~by Texas Homesteader ~
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Recently I became interested in something I’d previously never really given much thought to: our toothbrushes.
What a shame that these things are sold entombed in a hunk of plastic (not recyclable in my area) and the toothbrush itself was made of plastic too. How crazy did it now seem to use this plastic toothbrush for 3-4 months and then toss it in the trash only to replace it with a new one and repeat ad infinitum.
Maybe it was time for me to put my money where my mouth was (groaaaaan – bad pun intended. LOL!)
So I started researching and found there are toothbrushes made of biodegradable, compostable bamboo. I’m intrigued!
The Woodzee company graciously sent a small supply of their bamboo toothbrushes for me to try.
Now I should mention here that although Woodzee, Inc. supplied the toothbrushes for my review at no cost to me, my thoughts and my review of these toothbrushes are my own honest opinions.
According to the Woodzee website, “…our Woodzee toothbrush reduces contribution to the 50 million pounds of plastic toothbrushes thrown in landfills yearly.” I reached out to Woodzee, Inc. for information on their bamboo toothbrushes and owner Luke Winter said:
“I decided to produce bamboo toothbrushes because it boggles me that everyone around the world for the most part brushes their teeth. At the same, almost all of the toothbrushes are made of petroleum based plastics. Most do not chew on their toothbrushes so why do the majority of toothbrushes produced are plastic? I want to open others eyes to exploring new ways to make products we use daily that can be produced using sustainable materials.” <sic>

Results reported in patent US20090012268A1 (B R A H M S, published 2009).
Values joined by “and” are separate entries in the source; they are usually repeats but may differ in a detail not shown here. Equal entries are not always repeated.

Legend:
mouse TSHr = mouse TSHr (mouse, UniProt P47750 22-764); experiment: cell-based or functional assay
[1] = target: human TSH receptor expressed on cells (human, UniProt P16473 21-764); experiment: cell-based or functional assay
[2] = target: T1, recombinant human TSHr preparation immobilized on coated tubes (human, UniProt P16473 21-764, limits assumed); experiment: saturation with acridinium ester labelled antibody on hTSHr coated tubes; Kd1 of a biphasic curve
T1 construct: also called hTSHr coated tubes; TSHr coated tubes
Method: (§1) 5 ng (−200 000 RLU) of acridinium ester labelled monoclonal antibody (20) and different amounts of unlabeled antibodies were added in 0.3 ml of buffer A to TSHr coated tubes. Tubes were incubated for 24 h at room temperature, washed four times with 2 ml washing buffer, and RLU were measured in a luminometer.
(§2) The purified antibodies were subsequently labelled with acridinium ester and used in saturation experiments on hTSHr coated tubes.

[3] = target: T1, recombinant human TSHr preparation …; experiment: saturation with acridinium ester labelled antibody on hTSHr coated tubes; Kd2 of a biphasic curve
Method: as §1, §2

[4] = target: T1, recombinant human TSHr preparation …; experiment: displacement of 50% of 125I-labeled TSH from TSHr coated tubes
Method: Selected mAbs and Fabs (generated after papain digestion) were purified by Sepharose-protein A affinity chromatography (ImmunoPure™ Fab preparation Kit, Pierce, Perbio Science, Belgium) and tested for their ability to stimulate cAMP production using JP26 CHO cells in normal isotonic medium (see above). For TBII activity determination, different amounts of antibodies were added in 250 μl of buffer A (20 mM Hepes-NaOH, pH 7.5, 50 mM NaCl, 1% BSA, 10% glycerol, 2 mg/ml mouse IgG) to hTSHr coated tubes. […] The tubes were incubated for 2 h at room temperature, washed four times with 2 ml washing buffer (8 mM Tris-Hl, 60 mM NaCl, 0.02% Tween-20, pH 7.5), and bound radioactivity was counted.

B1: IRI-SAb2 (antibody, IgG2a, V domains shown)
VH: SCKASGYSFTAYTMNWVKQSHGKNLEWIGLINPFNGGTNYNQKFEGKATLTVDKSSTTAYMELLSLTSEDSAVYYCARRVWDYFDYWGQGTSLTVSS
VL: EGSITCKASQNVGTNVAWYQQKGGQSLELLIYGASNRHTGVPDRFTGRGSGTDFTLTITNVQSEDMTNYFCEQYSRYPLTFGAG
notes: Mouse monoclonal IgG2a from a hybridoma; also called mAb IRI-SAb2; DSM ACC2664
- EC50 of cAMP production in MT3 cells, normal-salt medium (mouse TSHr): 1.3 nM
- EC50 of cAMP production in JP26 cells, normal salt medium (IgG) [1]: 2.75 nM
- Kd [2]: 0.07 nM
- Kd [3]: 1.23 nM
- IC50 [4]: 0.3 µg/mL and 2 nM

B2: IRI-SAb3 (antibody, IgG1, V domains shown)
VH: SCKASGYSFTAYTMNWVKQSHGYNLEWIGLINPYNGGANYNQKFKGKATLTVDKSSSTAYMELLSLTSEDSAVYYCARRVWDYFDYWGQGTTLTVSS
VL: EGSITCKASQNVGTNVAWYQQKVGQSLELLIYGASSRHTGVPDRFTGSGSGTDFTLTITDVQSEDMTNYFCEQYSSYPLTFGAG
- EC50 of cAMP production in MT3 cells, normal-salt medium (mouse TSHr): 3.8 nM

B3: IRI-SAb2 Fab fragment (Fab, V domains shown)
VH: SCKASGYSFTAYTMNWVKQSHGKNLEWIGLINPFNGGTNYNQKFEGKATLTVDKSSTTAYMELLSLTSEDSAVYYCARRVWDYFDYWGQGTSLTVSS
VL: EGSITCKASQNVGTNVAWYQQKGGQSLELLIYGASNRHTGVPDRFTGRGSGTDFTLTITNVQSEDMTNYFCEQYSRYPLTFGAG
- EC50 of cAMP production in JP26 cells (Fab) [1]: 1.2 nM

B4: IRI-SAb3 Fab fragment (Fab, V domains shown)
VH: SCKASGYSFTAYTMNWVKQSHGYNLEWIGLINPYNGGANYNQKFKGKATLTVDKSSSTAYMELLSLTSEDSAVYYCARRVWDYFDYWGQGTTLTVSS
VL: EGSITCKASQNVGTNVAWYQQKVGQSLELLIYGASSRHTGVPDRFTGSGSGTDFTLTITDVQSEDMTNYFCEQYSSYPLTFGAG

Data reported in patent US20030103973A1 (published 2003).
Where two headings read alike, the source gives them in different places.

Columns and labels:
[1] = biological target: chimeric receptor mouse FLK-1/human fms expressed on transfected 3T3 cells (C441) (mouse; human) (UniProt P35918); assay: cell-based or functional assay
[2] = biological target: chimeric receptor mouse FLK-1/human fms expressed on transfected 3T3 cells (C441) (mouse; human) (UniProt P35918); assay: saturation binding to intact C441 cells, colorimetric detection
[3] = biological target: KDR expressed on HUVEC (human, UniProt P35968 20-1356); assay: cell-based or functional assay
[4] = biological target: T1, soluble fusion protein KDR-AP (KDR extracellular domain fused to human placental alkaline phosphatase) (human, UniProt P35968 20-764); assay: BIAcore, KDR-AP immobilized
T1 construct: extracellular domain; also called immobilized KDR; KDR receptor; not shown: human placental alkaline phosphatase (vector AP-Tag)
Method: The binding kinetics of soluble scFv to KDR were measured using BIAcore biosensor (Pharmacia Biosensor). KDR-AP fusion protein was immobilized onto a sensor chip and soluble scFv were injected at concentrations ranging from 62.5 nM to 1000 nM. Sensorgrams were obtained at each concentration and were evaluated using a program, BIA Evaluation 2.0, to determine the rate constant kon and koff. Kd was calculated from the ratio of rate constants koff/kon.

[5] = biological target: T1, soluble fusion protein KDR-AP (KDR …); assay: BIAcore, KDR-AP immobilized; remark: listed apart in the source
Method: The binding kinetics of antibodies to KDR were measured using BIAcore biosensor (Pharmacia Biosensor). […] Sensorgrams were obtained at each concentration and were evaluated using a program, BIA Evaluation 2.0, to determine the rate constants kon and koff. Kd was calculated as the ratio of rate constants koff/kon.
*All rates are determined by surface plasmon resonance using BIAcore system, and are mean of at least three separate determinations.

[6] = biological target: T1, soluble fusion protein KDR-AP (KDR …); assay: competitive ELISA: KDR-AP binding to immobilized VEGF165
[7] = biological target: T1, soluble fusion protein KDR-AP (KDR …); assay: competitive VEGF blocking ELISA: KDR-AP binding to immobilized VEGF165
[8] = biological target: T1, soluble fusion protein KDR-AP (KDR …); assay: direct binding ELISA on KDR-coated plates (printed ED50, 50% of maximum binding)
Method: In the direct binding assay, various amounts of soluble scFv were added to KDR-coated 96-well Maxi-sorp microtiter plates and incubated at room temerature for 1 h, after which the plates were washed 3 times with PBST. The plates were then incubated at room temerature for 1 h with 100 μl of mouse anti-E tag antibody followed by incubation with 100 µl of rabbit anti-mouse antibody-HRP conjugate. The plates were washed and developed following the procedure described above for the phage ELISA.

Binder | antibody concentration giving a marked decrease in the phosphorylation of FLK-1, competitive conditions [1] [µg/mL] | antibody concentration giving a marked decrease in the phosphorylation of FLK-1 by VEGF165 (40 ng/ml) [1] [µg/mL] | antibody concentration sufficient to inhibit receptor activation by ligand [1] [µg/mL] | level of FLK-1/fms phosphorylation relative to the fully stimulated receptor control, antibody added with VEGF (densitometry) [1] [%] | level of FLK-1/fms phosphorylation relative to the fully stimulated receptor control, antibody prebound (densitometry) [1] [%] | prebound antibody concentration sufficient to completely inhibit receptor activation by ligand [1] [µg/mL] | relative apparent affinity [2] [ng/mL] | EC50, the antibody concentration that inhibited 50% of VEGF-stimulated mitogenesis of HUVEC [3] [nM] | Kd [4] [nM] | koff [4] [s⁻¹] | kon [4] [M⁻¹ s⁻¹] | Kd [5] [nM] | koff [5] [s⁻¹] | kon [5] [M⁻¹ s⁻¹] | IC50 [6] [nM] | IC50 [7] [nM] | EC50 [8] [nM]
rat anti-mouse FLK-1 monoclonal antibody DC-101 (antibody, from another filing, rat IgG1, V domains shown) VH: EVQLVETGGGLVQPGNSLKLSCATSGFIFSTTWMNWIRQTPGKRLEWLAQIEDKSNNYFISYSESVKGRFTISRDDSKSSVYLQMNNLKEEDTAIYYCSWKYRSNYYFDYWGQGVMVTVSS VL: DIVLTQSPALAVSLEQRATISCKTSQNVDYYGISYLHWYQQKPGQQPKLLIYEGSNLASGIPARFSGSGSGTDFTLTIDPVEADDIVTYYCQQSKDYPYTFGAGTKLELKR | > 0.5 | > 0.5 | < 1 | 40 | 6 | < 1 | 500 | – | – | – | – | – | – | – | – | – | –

I’d never dealt with a compostable toothbrush before so I had many questions: Do they last as long as the conventional plastic toothbrushes? Are the bristles compostable too? Where are the toothbrushes manufactured? Mr. Winter confirmed to me the following facts:
- The toothbrushes should last as long as conventional plastic toothbrushes. He cautioned that he uses water-based ink for the graphics so they may fade over time, but water-based ink is a good thing, no? YES!
- The nylon bristles are not compostable but so far other options for bristles that are compostable are not satisfactory. Woodzee is still working on a 100% compostable toothbrush.
- The toothbrushes are currently produced in China, although Woodzee is currently pursuing U.S. production avenues. (YEA! Love that.)
- Toothbrushes are produced from bamboo, a sustainable material that grows much faster than trees
Receiving My Bamboo Toothbrushes
So Woodzee sent out a few bamboo toothbrushes for me to try. When the toothbrushes were received I was thrilled to see that each toothbrush was inserted into a compostable paper sleeve, packed into a small brown compostable box.
Both of these materials were simply tossed into my composter when I removed the toothbrush. Love it!!
I was however not pleased to see that these toothbrushes were all shipped in this plastic envelope.
Although the envelope is made from at least 50% recycled content and is itself recyclable – we have no recycling facilities available where we live. So the plastic will have to be repurposed somehow or go to the trash. Y’all know how I HATE that!
I feel plastic in any of its forms, recyclable or not, is not sustainable. It can be recycled but that relies upon consumer action, and plastic never goes away! I assume there are others who may buy these toothbrushes and will share our recycling predicament so I asked about this shipping material.